They absolutely killed it last night, shaking the World Cafe Live to the core and sending the crowd—largely comatose before they hit the stage—into a metal-infused frenzy. Living Colour quenched our thirst for rock in a way that only a band with their dimension can do. Never letting themselves be shackled by mainstream conventions, the band played without fear and inhibition, unleashing a torrent of fierce vocals, skillfully aggressive guitar riffs and funky slap bass that merged into an intricate yet uncomplicated good time onstage.
I don't know where to begin. Perhaps I'll start with this: someone please call the cops and arrest Cee-Lo for identity theft. Cee-Lo, we've been a fan of your since Goodie Mob, and you filled a void while frontman Corey Glover was off doing other projects, but sorry, he's just more talented than you are.
While we assumed the Living Colour rhythm section would still bring it, Glover's energy on the mic was probably the biggest surprise of the night. I simply don't have the words to describe his vocal range. Pssh, and I thought Raine Maida had range. Please forgive me for my sins. Last night, Glover was at times soulful, at times meaningful, and other times flat-out ferocious. His voice is part Steven Tyler (before he was a walking wax sculpture), part David Draiman, part James Brown, part... Christ, I give up. His vocal cords are simply not of this world. I never thought a human being could produce that sort of musical range. And to top it all off, Glover looked like he was having the time of his life onstage, joking with guitarist and band founder Vernon Reid and wrapping his arm around bassist Doug Wimbish. Even as the band ripped into "Cult of Personality," the signature song they have surely played thousands of times before, Glover did so with a big smile on his face, clearly excited to be back on stage with his bandmates, which we know is where he belonged the whole time.
But Glover was not the only star of the night—the rest of the band showcased its jaw-dropping talent as well. Reid was, as he always has been, the humble star of the evening, parked in the corner of the stage and delivering incredible riffs with ease. Reid is the fuel that feeds the fire of rock, delivering song after song that punished our necks. No joke, the crowd was straight-up head banging, and loving every minute of it. Though no one loved it more than one guy at the front of the crowd who looked like the spitting image of Eddie Vedder in the "Even Flow" video (seriously, the t-shirt, the shoes, the hair... everything). His hair provided cushion while the rest of us got whiplash. On gripping loud metal songs like "Elvis is Dead," we were simply helpless against Reid's powers.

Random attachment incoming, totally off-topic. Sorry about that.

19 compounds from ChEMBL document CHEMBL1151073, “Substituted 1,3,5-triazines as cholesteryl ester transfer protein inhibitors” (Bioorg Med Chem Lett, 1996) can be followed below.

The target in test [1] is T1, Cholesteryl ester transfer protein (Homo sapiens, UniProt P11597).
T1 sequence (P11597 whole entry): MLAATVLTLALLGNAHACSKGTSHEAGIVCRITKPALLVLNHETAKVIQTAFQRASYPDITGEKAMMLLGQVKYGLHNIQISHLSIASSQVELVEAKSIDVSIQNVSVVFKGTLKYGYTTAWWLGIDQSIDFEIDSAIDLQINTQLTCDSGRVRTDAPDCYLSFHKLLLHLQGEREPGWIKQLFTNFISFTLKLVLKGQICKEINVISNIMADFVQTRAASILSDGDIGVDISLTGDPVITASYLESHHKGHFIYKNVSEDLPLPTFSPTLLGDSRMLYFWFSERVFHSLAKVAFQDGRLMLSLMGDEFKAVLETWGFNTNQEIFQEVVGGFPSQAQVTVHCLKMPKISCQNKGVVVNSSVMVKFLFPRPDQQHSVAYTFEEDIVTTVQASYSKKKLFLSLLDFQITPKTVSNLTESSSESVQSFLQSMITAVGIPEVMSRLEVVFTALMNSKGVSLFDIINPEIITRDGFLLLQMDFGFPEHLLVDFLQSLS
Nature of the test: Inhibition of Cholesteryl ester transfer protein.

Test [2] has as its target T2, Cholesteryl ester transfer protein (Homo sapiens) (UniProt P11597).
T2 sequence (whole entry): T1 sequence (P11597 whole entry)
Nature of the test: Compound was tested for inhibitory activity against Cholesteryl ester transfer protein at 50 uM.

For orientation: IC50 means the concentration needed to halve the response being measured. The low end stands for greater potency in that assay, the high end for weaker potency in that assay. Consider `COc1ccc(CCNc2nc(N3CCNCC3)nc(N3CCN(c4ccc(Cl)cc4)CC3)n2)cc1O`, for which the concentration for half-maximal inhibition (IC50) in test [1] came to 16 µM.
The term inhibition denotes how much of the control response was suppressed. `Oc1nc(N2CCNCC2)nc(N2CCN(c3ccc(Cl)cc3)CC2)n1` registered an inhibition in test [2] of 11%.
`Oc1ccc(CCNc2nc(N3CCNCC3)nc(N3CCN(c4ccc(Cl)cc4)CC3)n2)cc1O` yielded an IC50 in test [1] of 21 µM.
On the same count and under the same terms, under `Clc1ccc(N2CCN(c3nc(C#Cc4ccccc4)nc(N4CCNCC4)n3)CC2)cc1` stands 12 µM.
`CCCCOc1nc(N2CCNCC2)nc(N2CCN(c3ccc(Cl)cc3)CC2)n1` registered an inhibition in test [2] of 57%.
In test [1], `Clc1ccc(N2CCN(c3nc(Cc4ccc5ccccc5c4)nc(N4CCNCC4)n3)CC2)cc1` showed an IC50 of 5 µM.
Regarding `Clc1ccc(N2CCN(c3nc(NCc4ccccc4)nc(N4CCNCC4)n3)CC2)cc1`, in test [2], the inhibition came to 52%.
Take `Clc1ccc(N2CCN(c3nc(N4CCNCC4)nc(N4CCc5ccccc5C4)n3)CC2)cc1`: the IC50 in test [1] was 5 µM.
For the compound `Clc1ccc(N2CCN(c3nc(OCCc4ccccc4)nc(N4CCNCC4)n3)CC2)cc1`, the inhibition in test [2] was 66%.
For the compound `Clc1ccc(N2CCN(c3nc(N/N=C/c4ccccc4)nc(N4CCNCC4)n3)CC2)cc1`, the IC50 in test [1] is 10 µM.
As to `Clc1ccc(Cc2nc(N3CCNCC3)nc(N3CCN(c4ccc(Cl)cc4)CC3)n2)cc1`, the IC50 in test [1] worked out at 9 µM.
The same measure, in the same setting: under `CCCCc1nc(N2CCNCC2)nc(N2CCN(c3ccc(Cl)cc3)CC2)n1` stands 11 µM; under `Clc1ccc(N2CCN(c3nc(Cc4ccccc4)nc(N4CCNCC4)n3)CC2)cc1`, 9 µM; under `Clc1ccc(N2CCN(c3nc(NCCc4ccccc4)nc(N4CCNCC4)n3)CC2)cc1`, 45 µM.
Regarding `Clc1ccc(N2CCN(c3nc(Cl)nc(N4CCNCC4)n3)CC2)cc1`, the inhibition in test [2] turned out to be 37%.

The most surprising twist of the evening was definitely the 53-year old Wimbish jumping into the audience during a solo. His tall figure was quickly swallowed by the crowd as everyone surrounded him, almost as if hoping some of his mojo would rub off on us. He played the bass on his knees, with his teeth, swinging his long braids with every ebb and flow of the song. Finally, he grabbed an audience member's bottle of Hop Devil and started playing with that before getting back onstage.
In addition to well-known songs like "Elvis," "Personality," and "Type," the band played numerous tracks from its upcoming album, The Chair in the Doorway, to which they bring the same intensity and rock power that they did with their previous albums. The songs are relentless, and sometimes poignant, as is the case with the first single, "Behind the Sun," which is a tribute to those who lost their lives and homes in Hurricane Katrina. We don't know if the energy they bring to the stage will carry over into the studio recordings, but we know that this is one album we will definitely buy.